GES Students’ Co-curricular Experiences

Here you can read about current students’ co-curricular experiences such as assisting in research in a faculty lab, participating in cruises, working at internships, and conducting undergraduate thesis research. Click on the tabs below to read each student’s story.

Before entering the Global Environmental Science (GES) program, most of my experience with oceanography centered around coral reefs, specifically studying coral and fish biodiversity and abundance. Growing up in Hawai‘i nurtured my love for the ocean, both recreationally and scientifically, and the GES program provided a broad set of courses that would allow me to engage in many different areas of oceanography while developing a diverse STEM background.

Within the GES program, I became particularly excited to explore opportunities at the intersection of oceanography and computer science. During a GES seminar, I was fascinated by a presentation on environmental modelling given by Dr. Brian Powell, a physical oceanographer in the Department of Oceanography, which focused on using machine learning to understand and forecast ocean ecosystems. This exciting opportunity to use technical computer science skills to solve real oceanographic problems encouraged me to reach out about the work, leading to a position as a research assistant in the Powell lab.

Throughout last semester and this summer I have been assisting on a project through the Pacific Islands Ocean Observing System (PacIOOS) program to produce water quality forecasts for the Ala Wai canal area. The goal of this project is to create a robust model that can predict future streamflow into the Waikīkī area using streamflow and rainfall data from the surrounding Mānoa valley area. Streamflow predictions can then be used as a measure of turbidity, an important indicator of water quality. Going forward, this model will ideally be implemented on the PacIOOS website and be readily available for beachgoers to observe forecasts and avoid turbid days, when bacteria and debris will be highest.

Producing this model involves machine learning, which is a fundamental aspect of the work done in the Powell lab to observe and understand ocean ecosystems. Machine learning is a broad field that involves constraining models using observed behavior described in large amounts of data. Machine learning has various applications within many fields such as predicting scientific processes, analyzing medical scans, or performing image recognition.

The specific approach used in solving the streamflow modelling problem is the construction of a neural network. Neural networks are a subset of machine learning that are structured similarly to the brain, containing layers of neurons that transmit signals. Layers of neurons receive information, process and transform the information, and then send the updated information to the next layer. These layers can be highly complex or relatively simple depending on the nature of the problem. Neural networks are trained over time by comparing the true results to those the network predicts, and then adjusting the network’s internal weights and transformations at each neuron based on those errors.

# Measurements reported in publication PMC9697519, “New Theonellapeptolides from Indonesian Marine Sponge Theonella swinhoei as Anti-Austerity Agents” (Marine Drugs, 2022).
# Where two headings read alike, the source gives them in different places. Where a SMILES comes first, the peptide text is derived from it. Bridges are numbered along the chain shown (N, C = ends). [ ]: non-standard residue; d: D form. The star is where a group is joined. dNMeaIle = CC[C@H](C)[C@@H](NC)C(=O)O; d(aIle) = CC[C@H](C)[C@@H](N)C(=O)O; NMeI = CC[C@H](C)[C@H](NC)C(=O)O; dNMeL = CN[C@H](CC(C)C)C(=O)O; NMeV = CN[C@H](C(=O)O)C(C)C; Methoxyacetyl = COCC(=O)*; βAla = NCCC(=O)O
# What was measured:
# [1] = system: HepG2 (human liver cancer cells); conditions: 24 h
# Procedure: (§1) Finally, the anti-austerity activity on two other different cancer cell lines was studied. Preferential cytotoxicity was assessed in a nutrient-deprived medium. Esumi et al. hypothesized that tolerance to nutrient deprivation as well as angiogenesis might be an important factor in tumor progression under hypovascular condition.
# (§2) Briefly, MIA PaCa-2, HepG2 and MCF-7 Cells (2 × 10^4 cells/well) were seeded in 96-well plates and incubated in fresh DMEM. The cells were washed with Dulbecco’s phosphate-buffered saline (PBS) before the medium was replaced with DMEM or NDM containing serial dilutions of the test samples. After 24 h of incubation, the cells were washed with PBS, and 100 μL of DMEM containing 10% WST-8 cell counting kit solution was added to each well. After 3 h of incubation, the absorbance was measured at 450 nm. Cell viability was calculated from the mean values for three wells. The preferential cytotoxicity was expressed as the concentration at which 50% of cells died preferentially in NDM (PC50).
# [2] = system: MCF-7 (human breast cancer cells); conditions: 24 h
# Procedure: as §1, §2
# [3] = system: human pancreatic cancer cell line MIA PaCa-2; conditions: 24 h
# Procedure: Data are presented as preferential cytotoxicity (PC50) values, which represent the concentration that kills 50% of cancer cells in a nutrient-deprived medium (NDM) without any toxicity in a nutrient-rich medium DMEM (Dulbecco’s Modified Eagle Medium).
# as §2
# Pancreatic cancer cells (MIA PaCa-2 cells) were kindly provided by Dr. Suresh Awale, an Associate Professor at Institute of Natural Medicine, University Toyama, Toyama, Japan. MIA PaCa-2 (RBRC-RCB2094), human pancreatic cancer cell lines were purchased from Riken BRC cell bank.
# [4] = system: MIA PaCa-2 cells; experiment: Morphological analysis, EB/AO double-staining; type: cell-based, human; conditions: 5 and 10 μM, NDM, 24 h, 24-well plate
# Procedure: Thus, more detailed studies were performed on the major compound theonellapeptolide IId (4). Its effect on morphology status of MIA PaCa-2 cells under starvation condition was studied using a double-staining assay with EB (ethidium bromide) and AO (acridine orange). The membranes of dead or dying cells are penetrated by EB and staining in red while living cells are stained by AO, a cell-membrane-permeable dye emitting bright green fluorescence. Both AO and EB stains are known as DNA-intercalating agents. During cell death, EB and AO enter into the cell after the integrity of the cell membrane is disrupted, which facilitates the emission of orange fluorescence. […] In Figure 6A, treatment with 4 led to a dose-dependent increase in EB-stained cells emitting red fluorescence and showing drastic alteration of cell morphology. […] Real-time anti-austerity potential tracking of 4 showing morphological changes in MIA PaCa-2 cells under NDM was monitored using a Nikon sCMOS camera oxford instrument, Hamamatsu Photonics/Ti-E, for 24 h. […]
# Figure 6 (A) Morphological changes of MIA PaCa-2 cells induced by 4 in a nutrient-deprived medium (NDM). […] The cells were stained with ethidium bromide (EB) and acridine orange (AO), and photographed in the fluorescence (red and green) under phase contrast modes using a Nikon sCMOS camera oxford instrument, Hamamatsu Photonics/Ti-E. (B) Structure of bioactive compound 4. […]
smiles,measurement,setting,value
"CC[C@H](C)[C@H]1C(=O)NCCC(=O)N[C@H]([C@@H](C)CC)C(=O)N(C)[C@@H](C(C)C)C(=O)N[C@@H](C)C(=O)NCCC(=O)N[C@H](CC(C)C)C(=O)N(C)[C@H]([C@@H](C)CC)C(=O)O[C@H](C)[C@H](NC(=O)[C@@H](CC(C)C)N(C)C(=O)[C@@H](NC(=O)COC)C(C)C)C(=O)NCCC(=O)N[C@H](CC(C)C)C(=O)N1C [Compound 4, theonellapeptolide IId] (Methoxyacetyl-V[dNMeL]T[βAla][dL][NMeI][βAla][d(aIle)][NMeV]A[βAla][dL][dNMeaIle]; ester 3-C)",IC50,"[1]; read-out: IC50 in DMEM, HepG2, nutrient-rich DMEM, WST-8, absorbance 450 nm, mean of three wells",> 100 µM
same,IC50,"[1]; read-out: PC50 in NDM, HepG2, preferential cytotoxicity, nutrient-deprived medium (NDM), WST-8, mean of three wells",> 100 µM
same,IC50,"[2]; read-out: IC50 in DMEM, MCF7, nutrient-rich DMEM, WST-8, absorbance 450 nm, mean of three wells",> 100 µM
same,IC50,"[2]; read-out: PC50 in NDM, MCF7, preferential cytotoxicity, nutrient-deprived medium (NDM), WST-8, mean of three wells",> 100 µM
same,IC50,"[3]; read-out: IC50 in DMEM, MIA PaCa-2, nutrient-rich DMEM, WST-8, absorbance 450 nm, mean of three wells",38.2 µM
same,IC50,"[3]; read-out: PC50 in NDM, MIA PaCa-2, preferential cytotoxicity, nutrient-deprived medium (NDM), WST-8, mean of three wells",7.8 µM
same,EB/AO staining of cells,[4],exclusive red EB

My work involves constructing and optimizing a neural network or model to predict streamflow into the Ala Wai based on past streamflow, past rainfall, and future rainfall. This model was constructed using the programming language Python, which provides various deep learning libraries for creating neural networks. Currently, I am conducting experiments to determine the best configuration for the model to extend streamflow predictions multiple days into the future. This includes determining the optimal number of rain and streamflow inputs for a specific number of streamflow predictions, as well as optimizing the number of neurons and layers of neurons in the network. While this work is still in progress, Dr. Powell and I have gotten some significant results and hope to continue optimizing the model for eventual forecasting use, possibly leading to a focus for my GES thesis project.

This work continues to expand my knowledge of both computer science and ocean processes, and is a real world application of skills gained through the GES program. I am very excited to see where else this work takes me, and am grateful for the opportunity to continue to improve my skills within the field of environmental modelling.

Published September 13, 2021

Over the past weekend I got to participate in an incredible opportunity that both opened my eyes to how a lot of the scientific world works and let me put a lot of the skills I have been learning to good use. I got to volunteer alongside my classmates and faculty members in the Department of Oceanography on the RV Kilo Moana’s Hadal Profiler test research cruise. I had originally heard about the Hadal Profiler from a conversation with Dr. Jeff Drazen last semester and the project was really fascinating to me since I am really interested in deep-sea-biology and was hoping to pursue a research thesis in that area of study. However, this opportunity came to me in my GES 311 class. My professor, Dr. Glenn Carter, was the chief scientist on this cruise and was looking for a group of undergraduate students to volunteer on board. Aside from my initial interest in the Hadal Profiler, what made me apply was the opportunity to use the data collected from the profiler and turn it into a potential research thesis.